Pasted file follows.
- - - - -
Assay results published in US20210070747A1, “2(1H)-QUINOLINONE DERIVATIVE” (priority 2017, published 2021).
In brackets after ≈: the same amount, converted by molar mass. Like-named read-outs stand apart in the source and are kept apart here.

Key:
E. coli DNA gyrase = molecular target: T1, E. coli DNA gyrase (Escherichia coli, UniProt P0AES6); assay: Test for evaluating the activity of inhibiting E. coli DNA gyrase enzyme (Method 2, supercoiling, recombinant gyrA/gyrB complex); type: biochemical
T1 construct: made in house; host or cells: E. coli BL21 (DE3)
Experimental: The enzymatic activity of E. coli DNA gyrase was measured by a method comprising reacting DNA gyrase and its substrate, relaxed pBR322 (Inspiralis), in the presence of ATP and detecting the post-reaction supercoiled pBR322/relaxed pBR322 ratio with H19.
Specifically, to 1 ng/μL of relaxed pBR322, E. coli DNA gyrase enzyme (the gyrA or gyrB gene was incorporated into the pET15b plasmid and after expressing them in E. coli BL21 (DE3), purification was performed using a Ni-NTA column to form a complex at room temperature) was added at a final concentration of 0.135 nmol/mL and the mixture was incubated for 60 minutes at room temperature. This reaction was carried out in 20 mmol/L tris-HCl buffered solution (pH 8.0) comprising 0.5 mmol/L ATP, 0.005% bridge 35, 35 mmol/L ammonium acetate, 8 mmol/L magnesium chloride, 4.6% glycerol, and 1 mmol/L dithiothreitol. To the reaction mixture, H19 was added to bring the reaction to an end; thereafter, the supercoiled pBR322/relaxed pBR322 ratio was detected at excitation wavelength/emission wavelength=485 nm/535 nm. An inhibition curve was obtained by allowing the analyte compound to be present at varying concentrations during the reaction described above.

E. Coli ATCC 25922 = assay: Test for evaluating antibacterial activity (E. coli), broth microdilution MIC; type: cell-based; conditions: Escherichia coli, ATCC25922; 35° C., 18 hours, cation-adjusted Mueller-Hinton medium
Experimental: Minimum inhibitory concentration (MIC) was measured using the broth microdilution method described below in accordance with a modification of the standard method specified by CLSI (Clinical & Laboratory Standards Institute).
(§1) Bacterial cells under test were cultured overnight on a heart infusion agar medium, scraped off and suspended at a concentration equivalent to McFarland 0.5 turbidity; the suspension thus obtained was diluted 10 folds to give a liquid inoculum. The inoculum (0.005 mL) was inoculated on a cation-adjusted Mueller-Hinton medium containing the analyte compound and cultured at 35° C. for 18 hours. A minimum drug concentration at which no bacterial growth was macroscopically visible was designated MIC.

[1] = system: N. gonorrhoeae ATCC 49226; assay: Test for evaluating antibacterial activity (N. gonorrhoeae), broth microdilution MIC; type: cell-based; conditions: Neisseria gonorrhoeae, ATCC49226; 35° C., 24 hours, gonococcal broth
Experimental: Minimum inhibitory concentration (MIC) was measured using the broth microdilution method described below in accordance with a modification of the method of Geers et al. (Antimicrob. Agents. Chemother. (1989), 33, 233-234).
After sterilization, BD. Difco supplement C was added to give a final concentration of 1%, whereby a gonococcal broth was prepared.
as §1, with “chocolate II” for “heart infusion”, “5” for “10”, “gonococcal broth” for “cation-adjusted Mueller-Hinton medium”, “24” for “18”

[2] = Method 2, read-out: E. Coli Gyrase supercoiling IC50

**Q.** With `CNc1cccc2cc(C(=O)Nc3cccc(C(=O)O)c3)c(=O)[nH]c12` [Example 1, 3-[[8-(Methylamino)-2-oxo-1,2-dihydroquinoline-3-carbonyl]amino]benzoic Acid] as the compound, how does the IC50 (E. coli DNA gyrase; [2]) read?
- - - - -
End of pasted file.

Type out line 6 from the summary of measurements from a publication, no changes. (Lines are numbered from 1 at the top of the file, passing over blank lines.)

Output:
Experimental: The enzymatic activity of E. coli DNA gyrase was measured by a method comprising reacting DNA gyrase and its substrate, relaxed pBR322 (Inspiralis), in the presence of ATP and detecting the post-reaction supercoiled pBR322/relaxed pBR322 ratio with H19.